Americans across the country are rightfully angered by the murder of Trayvon Martin by George Zimmerman. The African American was 17-year old, and unarmed when he was shot. Mr. Zimmerman has said he shot Mr. Martin in self-defense, saying that the 17 year old had struck him twice. The specific law being cited by Mr. Zimmerman is Florida’s “Stand Your Ground” law which gives those being attacked the right to use lethal force to protect them. The law is similar to other stand your ground statutes the National Rifle Association has lobbied to get passed across the country. Even Nevada has a version of the stand your ground law – which enables someone whose home has been breached to defend himself or those he believe are in danger. If you have been injured or a loved one has suffered from wrongful death in Las Vegas, and you believe the person in incorrectly being shielded by a Nevada castle doctrine bill, contact Benson and Bingham for a free legal consultation today.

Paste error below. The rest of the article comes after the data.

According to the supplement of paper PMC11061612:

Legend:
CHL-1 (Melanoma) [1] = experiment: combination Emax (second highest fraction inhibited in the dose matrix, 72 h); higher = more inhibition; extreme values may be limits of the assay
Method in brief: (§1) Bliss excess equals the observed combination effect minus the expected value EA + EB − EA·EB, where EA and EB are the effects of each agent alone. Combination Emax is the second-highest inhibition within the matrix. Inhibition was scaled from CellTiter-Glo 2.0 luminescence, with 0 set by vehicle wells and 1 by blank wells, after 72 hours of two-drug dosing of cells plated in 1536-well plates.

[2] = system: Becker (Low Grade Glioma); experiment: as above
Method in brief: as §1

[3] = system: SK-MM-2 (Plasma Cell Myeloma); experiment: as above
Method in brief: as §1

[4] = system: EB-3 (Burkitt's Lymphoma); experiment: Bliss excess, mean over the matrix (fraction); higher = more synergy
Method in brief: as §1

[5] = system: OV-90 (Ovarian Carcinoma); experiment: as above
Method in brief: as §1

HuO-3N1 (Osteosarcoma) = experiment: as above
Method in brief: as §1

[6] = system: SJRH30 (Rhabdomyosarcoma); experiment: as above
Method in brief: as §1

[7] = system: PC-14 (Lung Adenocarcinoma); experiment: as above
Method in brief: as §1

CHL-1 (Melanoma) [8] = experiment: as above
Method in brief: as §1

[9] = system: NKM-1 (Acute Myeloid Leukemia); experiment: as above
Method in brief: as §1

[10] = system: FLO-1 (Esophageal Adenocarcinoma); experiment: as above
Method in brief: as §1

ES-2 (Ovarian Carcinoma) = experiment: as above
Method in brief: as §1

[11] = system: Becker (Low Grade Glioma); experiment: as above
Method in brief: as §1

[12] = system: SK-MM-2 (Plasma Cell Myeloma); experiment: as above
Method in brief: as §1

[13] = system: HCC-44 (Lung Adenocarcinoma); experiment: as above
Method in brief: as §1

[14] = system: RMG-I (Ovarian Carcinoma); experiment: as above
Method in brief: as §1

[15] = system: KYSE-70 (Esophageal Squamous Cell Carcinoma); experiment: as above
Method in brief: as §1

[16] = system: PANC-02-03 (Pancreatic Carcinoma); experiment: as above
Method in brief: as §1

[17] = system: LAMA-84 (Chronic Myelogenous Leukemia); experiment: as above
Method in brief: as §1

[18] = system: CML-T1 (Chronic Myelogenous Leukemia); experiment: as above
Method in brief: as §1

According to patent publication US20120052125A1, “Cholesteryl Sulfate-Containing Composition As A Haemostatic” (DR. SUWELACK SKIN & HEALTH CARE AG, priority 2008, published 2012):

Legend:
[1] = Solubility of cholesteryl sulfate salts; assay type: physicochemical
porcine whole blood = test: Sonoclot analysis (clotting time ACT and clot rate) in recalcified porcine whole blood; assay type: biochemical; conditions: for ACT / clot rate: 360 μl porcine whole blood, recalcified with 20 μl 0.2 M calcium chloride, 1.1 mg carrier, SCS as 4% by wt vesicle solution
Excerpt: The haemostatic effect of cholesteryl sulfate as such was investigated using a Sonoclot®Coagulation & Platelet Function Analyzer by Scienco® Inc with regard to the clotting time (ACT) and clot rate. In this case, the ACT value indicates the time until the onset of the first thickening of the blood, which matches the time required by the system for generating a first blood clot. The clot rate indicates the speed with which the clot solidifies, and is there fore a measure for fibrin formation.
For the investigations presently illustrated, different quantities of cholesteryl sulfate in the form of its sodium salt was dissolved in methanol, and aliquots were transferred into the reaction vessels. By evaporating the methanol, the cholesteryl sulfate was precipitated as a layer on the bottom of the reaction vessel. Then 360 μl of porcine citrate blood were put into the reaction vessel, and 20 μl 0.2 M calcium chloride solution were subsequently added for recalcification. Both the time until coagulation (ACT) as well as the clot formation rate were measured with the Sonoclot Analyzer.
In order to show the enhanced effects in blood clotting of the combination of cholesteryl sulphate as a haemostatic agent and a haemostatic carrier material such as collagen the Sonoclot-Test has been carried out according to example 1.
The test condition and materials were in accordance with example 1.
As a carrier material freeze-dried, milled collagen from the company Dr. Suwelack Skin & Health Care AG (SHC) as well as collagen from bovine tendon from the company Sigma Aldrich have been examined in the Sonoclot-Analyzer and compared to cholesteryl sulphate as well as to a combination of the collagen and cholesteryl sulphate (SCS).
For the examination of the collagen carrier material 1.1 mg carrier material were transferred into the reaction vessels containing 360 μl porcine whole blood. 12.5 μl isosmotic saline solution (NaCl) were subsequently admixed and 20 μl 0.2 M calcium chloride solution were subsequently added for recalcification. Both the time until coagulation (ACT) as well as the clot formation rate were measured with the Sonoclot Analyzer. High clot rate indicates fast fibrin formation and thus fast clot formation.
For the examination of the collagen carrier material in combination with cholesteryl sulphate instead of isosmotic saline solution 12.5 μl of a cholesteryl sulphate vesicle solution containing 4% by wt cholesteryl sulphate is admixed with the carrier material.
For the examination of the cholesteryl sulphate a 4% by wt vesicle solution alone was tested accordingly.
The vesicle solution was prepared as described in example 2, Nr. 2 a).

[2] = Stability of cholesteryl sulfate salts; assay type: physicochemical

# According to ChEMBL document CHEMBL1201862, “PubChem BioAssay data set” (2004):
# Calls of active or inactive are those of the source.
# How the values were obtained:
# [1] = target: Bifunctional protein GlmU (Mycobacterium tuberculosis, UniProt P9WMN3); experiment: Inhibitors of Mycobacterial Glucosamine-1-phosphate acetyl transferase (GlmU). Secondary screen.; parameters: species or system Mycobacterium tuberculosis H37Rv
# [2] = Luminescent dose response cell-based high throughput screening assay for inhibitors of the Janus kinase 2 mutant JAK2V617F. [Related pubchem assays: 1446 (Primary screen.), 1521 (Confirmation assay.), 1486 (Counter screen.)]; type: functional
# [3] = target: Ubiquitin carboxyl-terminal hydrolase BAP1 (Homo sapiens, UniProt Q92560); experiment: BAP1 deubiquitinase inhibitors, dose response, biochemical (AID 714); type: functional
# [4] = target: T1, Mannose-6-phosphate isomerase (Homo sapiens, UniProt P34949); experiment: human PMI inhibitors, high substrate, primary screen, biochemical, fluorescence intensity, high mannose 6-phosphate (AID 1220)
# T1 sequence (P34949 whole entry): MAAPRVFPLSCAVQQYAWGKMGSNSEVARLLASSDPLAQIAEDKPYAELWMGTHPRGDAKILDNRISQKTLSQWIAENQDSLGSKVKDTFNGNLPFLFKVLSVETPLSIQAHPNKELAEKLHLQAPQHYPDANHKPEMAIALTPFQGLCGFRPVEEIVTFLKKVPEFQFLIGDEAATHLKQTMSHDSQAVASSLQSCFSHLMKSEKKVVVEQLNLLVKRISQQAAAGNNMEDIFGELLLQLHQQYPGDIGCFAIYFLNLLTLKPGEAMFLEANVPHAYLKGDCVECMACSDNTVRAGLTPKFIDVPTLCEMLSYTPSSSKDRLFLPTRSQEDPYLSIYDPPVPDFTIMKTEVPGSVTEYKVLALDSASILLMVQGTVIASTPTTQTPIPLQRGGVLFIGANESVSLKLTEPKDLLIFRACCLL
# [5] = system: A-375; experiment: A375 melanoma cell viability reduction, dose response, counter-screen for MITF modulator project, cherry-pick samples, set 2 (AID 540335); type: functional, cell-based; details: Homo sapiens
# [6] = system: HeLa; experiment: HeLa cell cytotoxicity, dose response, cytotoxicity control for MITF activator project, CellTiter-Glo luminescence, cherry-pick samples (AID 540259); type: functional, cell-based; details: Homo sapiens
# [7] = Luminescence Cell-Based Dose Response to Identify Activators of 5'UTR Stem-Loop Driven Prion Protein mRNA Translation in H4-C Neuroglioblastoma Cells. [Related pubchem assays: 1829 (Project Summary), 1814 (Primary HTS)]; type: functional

Nevada’s stand your ground or castle doctrine law does not go as far to protect the shooter as the Florida law. In Florida, should someone claim they were standing their ground while being attacked, the police have no duty or requirement to arrest and detain the assailant. In Nevada, for someone to claim self-defense, the attack on them must be unprovoked. In addition, the Nevadan trying to defend themselves must be acting on fears that must be deemed reasonable. Finally, the Las Vegan must fear death or significant bodily harm, with deadly force being the only way the attack can be stopped. This is a significantly hirhger burden than the Florida law – so, if a Nevadan you love was murdered and the assailant wrongfully claims self-defense, the personal injury attorneys at Benson and Bingham could help you receive reimbursement for pain and suffering, lost wages and medical bills.